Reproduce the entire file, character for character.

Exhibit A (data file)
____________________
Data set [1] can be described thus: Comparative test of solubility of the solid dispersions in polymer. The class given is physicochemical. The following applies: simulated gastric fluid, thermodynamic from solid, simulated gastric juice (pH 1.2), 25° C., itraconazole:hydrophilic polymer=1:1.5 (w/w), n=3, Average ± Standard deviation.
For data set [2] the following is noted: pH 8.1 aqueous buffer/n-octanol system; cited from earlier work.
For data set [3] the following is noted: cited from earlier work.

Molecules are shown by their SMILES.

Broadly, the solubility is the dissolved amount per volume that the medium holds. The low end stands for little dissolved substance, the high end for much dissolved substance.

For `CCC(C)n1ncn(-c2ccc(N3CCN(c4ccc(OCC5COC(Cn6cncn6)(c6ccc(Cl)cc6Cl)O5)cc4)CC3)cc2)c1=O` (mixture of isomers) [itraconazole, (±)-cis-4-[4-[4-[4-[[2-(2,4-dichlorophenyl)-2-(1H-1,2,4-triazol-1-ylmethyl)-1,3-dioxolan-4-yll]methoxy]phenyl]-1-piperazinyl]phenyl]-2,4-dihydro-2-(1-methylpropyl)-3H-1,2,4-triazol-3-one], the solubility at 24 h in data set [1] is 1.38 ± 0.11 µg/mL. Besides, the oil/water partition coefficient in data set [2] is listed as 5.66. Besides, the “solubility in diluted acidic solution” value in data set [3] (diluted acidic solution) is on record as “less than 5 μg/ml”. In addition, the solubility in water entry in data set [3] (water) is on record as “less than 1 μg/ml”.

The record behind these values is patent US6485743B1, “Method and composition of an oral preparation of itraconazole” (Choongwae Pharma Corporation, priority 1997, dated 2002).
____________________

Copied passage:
Data set [1] can be described thus: Comparative test of solubility of the solid dispersions in polymer. The class given is physicochemical. The following applies: simulated gastric fluid, thermodynamic from solid, simulated gastric juice (pH 1.2), 25° C., itraconazole:hydrophilic polymer=1:1.5 (w/w), n=3, Average ± Standard deviation.
For data set [2] the following is noted: pH 8.1 aqueous buffer/n-octanol system; cited from earlier work.
For data set [3] the following is noted: cited from earlier work.

Molecules are shown by their SMILES.

Broadly, the solubility is the dissolved amount per volume that the medium holds. The low end stands for little dissolved substance, the high end for much dissolved substance.

For `CCC(C)n1ncn(-c2ccc(N3CCN(c4ccc(OCC5COC(Cn6cncn6)(c6ccc(Cl)cc6Cl)O5)cc4)CC3)cc2)c1=O` (mixture of isomers) [itraconazole, (±)-cis-4-[4-[4-[4-[[2-(2,4-dichlorophenyl)-2-(1H-1,2,4-triazol-1-ylmethyl)-1,3-dioxolan-4-yll]methoxy]phenyl]-1-piperazinyl]phenyl]-2,4-dihydro-2-(1-methylpropyl)-3H-1,2,4-triazol-3-one], the solubility at 24 h in data set [1] is 1.38 ± 0.11 µg/mL. Besides, the oil/water partition coefficient in data set [2] is listed as 5.66. Besides, the “solubility in diluted acidic solution” value in data set [3] (diluted acidic solution) is on record as “less than 5 μg/ml”. In addition, the solubility in water entry in data set [3] (water) is on record as “less than 1 μg/ml”.

The record behind these values is patent US6485743B1, “Method and composition of an oral preparation of itraconazole” (Choongwae Pharma Corporation, priority 1997, dated 2002).